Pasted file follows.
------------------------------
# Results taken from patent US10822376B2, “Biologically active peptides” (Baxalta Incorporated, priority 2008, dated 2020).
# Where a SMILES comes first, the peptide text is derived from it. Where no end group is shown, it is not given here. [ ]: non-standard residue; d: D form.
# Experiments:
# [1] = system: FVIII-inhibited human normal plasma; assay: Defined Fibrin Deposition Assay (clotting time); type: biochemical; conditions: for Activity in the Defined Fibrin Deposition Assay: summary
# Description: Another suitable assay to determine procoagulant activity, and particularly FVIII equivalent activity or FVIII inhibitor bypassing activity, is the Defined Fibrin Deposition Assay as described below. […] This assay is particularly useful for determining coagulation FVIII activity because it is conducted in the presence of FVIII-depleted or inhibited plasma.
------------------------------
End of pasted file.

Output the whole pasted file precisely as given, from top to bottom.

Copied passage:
# Results taken from patent US10822376B2, “Biologically active peptides” (Baxalta Incorporated, priority 2008, dated 2020).
# Where a SMILES comes first, the peptide text is derived from it. Where no end group is shown, it is not given here. [ ]: non-standard residue; d: D form.
# Experiments:
# [1] = system: FVIII-inhibited human normal plasma; assay: Defined Fibrin Deposition Assay (clotting time); type: biochemical; conditions: for Activity in the Defined Fibrin Deposition Assay: summary
# Description: Another suitable assay to determine procoagulant activity, and particularly FVIII equivalent activity or FVIII inhibitor bypassing activity, is the Defined Fibrin Deposition Assay as described below. […] This assay is particularly useful for determining coagulation FVIII activity because it is conducted in the presence of FVIII-depleted or inhibited plasma.